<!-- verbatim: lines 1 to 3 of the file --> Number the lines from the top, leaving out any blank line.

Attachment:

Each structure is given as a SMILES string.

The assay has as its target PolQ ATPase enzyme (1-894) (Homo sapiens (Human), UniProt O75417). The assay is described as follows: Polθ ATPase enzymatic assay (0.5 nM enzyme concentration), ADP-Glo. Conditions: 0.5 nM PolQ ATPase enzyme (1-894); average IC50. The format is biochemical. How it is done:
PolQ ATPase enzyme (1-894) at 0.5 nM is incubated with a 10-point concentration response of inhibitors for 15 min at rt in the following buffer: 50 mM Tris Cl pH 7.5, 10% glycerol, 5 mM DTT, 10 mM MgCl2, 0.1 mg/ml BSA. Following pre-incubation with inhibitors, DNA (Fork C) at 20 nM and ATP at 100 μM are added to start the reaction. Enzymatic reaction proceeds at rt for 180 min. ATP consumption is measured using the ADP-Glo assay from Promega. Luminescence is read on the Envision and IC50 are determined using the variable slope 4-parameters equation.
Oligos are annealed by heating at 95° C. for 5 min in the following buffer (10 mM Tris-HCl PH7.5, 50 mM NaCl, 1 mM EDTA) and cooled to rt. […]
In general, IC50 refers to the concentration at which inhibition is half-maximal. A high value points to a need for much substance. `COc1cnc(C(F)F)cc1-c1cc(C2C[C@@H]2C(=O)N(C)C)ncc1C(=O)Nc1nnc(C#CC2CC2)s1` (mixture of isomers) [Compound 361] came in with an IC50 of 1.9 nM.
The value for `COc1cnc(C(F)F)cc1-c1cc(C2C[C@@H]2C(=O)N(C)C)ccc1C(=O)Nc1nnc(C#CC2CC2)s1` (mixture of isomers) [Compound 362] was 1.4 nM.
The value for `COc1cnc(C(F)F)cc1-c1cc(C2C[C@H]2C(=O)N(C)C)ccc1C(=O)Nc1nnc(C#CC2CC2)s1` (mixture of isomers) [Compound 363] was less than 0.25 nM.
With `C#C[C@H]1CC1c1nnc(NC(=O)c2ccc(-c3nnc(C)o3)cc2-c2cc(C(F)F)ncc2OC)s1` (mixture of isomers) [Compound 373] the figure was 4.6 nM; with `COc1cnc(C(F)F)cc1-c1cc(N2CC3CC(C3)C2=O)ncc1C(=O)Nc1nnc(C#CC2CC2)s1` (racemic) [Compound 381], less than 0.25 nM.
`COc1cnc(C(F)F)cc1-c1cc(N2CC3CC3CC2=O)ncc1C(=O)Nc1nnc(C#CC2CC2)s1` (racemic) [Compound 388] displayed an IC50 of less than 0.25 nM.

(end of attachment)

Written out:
Each structure is given as a SMILES string.

The assay has as its target PolQ ATPase enzyme (1-894) (Homo sapiens (Human), UniProt O75417). The assay is described as follows: Polθ ATPase enzymatic assay (0.5 nM enzyme concentration), ADP-Glo. Conditions: 0.5 nM PolQ ATPase enzyme (1-894); average IC50. The format is biochemical. How it is done:
PolQ ATPase enzyme (1-894) at 0.5 nM is incubated with a 10-point concentration response of inhibitors for 15 min at rt in the following buffer: 50 mM Tris Cl pH 7.5, 10% glycerol, 5 mM DTT, 10 mM MgCl2, 0.1 mg/ml BSA. Following pre-incubation with inhibitors, DNA (Fork C) at 20 nM and ATP at 100 μM are added to start the reaction. Enzymatic reaction proceeds at rt for 180 min. ATP consumption is measured using the ADP-Glo assay from Promega. Luminescence is read on the Envision and IC50 are determined using the variable slope 4-parameters equation.